One last lesson…thank you.

Father’s Day is rapidly approaching, or so says many of the advertisements that I’ve seen on TV. I’ve never been one to put much into the whole “I should receive a gift for Father’s Day since I’m a father” thing. I’m pretty blessed with things the way it is, and having what I have I feel no great anticipation for Father’s Day Sunday. All those advertisements did was remind me that this will be my first “fatherless” Father’s Day, my Dad passed away this past January. I know that Dad’s in Heaven and he’s probably having a great time, (I’ll bet that they serve pie for dessert in Heaven…every day) but we miss him nonetheless.

A quick range of emotions passed through my mind. I wondered if I should feel sad, melancholy or depressed? None of those really stuck out, well maybe a little melancholy, because I had such a great father (and Mom’s still with us). I thought of the many things that Dad taught and shared with me and how I carry those things with me to this day. I remember him talking to people back when I was growing up, and thinking then “Wow…he talks and jokes around a lot” and then, BOOM!! Thirty years later here I am and I talk a lot too.

Dad taught me right up to the last week that he was with us. He was in the hospital, it was pretty serious, we were finding out that there wasn’t much that could be done except to make him as comfortable as possible. He drifted in and out of consciousness. He didn’t talk. In the hospital room it was Dad, Mom, us three sons and our wives. It was grim. In situations like that, conversation is tough to come by…this was no exception. The end was coming….but when? Days? Weeks? Maybe a month? Grim.

I don’t know how it came up, but we started talking about Mom and Dad’s “stash” of liquor that they had under the kitchen sink back on the farm, when we were growing up. It wasn’t a forbidden thing, Dad and Mom both enjoyed a cold beer (especially on those hot Iowa summer nights with no air conditioning on our main floor), but they rarely drank the “hard stuff” which consisted of a bottle of vodka, some peppermint schnapps and bottle of Seagram’s V.O. Canadian Whiskey. I don’t even know why we had it; honestly, I just never saw them drink from the “stash”.

I used to get horrible sore throats when I was in junior high. Bad, like swallowing broken glass, sore throats. Probably two or three times a winter, don’t know why, but I did. Nothing touched the pain and I was probably whining about it to Mom one day when she said (mind you…this is back in the late 1970’s) “go get some of your father’s whiskey and gargle with it.” So I did. As I got to the bottom of that juice glass with probably a half cups worth of Seagram’s V.O. left in it I thought to myself “If cowboys can drink a shot of whiskey, so can I” and without hesitation I gulped down the rest of that whiskey. OH. MY. GOSH!! It felt like I was breathing fire for the next couplea minutes. My throat went numb. My belly warmed right up, and my head started to spin. I promptly went upstairs and took a nice nap. Seagram’s V.O.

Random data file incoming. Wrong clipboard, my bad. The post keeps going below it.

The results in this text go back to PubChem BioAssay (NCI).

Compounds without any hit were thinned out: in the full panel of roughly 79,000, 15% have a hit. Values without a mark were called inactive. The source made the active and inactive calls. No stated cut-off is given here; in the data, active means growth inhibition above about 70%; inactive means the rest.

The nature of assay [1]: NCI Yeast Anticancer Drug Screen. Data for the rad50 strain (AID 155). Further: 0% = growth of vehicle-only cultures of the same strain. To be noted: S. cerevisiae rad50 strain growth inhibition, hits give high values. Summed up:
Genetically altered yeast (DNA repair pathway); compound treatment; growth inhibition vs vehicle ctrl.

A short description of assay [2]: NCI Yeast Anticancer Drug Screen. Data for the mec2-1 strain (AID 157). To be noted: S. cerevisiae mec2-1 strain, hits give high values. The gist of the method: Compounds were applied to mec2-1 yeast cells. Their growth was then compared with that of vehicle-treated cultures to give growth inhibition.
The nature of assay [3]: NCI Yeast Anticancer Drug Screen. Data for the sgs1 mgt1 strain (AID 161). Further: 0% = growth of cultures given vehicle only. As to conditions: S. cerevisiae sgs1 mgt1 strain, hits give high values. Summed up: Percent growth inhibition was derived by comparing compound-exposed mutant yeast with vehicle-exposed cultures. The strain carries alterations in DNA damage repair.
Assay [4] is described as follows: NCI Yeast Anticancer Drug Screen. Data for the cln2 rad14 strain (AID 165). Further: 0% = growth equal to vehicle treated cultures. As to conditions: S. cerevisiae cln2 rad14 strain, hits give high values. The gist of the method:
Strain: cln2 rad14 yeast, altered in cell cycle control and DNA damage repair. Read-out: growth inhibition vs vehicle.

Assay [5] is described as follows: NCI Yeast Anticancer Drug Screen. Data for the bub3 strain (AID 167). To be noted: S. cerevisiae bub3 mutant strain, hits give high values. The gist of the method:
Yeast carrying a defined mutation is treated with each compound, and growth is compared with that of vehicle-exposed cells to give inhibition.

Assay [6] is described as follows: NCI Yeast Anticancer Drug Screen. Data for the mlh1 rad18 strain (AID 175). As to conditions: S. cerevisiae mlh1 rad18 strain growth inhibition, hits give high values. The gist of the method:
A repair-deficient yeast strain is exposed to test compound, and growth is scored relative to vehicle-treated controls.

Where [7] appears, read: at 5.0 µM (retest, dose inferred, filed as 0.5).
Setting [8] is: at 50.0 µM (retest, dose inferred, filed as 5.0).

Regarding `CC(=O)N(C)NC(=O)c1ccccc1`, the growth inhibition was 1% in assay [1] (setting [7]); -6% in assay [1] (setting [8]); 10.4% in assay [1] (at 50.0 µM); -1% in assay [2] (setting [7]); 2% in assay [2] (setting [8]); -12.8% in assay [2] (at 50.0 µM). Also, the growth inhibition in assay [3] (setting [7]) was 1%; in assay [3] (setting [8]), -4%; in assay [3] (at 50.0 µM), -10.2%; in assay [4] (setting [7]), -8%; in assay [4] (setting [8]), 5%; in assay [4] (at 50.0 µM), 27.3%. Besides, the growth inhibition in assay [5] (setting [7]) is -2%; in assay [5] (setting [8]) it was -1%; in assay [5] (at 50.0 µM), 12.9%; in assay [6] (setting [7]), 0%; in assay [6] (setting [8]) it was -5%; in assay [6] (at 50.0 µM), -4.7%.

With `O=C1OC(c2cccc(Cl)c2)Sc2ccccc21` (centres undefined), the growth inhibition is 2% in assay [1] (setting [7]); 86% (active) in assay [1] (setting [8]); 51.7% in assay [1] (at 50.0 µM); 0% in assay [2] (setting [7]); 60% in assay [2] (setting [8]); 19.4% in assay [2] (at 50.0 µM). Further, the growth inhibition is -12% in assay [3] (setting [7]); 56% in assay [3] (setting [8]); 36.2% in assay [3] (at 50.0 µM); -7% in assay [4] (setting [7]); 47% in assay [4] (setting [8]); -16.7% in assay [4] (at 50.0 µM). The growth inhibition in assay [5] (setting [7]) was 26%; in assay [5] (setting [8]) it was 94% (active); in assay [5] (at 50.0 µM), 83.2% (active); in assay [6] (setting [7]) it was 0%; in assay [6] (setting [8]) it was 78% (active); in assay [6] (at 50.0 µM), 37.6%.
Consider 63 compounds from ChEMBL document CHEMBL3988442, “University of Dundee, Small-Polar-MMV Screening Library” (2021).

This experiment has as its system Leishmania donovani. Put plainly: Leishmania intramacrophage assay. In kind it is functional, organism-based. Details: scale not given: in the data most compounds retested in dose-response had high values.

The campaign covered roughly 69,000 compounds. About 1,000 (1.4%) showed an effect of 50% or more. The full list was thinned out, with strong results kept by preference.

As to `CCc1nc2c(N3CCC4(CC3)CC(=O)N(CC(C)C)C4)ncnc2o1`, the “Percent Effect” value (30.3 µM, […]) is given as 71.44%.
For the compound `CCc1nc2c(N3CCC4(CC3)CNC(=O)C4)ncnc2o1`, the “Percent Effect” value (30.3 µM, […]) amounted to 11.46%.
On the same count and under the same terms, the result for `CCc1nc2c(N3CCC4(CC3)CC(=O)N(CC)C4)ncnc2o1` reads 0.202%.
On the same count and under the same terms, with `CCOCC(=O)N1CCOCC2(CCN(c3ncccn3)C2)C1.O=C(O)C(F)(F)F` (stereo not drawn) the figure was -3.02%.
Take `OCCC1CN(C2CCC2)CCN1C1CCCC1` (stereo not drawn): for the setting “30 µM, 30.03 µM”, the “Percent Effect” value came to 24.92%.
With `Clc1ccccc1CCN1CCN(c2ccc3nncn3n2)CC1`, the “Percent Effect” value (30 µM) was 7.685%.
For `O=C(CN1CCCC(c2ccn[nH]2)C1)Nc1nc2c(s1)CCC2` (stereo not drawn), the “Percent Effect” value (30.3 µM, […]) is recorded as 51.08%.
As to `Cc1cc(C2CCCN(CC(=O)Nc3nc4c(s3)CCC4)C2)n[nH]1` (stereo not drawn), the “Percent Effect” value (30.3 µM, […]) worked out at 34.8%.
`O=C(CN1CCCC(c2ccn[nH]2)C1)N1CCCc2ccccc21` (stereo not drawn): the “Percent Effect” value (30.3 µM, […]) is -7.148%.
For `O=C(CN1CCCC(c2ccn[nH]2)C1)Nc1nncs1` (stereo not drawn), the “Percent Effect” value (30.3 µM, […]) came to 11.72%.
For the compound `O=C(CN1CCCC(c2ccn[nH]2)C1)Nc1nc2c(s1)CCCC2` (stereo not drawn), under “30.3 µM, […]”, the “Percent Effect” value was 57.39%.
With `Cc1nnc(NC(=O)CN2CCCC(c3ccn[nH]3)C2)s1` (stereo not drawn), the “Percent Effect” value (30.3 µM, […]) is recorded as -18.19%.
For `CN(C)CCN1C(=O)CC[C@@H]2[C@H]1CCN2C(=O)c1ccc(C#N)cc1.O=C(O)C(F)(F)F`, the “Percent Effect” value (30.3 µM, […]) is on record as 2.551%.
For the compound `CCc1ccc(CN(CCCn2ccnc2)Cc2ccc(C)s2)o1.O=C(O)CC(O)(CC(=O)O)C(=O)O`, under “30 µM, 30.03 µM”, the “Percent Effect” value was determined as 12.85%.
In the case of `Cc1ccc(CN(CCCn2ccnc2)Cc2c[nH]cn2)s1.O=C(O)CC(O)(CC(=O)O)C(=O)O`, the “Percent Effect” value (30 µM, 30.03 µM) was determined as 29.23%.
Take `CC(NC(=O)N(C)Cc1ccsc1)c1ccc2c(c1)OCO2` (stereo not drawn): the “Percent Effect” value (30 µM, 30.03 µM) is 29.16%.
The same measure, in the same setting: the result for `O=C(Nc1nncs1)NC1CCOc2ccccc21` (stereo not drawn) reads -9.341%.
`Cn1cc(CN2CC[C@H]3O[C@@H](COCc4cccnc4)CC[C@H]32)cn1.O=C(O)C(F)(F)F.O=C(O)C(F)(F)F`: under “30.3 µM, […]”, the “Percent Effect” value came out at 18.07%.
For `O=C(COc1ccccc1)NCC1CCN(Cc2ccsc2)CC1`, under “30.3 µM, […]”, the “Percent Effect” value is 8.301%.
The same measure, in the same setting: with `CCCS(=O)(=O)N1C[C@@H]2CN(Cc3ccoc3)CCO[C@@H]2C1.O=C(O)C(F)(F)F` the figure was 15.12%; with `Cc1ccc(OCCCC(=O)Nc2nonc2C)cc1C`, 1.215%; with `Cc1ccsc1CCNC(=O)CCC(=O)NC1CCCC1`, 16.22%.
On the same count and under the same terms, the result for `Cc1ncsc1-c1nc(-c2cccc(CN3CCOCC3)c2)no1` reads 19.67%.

I told that story in Dad’s hospital room and it took everyone’s mind off of the current situation for a moment or two and was good for a few laughs. A few minutes later a nurse came into the room and was attending to Dad, without anything coming from Dad in the way of talking or such. The nurse asked Dad “Charlie…can I get you anything to drink?” and Dad opened his eyes for just a bit and said “V.O.”. The nurse didn’t know what to make of that and honestly we were real surprised that he was still listening and wanted to chime in with a jokebut he was still there; making us laugh. For me….it was a learning moment, probably the last one from Dad…showing me some strong-willed character when he was near the end of his earthly life; still talking and joking with his wife, sons and their families.

I’ve been blessed. I am blessed, and God-willing…I’ll be a blessing to my wife, our children and our families that Mom and Dad have been to ours. As Father’s Day approaches in the coming week or so be mindful of the many positive influences that the male mentors in your life have had on you, whether they be your father or not.

Happy Father’s Day to you and yours in the coming week.

God Bless.

Rich Ripley

Mom & Dad…still full of it.


4 thoughts on “One last lesson…thank you.

  1. Loved your sharing of how your Dad taught you right up to the end … what a gift. It’s hard to be without him, I know, but there’s comfort in knowing you had one of the good ones. And he lives on in you – in how you relate, the stories you tell, the lessons you’ve learned – and in the talking.

    Great picture to boot!


    • thank you MJ. It’s funny that I didn’t remember this up until last Monday…then it just “came out.”

      I’ll “hear Dad” with some of the things that I say. I just quietly shake my head. 🙂

      • I think you remembered it when it would be heard. Yes? I know just what you mean when you say that you “hear Dad” in some of the things you say. It’s startling and comforting, all in one.

        I am so grateful to have had such a wonderful man as my Dad and I can tell you feel the same way, too.

        And pie! Yes – for sure – pie each and every day. Did he like Sour Cream/Raisin, too?


      • True…I believe that (remembering it when it would be heard).

        Dad wasn’t much of a “raisen-guy”..but maybe Heaven’s raisens are more to his liking! 😉 His mother (my Grandma) was an excellent pie baker…and her meringues were a work of art in themselves.
        Thanks MJ.

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